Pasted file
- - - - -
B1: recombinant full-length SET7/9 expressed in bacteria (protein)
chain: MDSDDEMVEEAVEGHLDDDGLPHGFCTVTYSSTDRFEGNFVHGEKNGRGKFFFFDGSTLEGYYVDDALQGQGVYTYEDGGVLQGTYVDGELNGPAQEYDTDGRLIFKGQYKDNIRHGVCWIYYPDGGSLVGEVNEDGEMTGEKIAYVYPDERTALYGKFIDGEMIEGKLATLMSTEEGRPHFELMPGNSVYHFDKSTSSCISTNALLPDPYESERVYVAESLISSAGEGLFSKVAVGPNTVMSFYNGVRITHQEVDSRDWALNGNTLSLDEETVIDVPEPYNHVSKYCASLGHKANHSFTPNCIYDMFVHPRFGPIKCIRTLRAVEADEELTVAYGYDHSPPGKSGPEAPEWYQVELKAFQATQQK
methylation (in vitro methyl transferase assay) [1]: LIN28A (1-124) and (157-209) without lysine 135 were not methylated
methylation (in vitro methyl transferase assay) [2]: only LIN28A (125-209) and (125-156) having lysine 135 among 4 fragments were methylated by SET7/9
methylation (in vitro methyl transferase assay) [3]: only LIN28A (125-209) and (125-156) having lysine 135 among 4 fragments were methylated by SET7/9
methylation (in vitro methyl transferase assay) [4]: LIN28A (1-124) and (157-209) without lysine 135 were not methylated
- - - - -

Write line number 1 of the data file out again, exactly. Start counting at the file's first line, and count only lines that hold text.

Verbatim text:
B1: recombinant full-length SET7/9 expressed in bacteria (protein)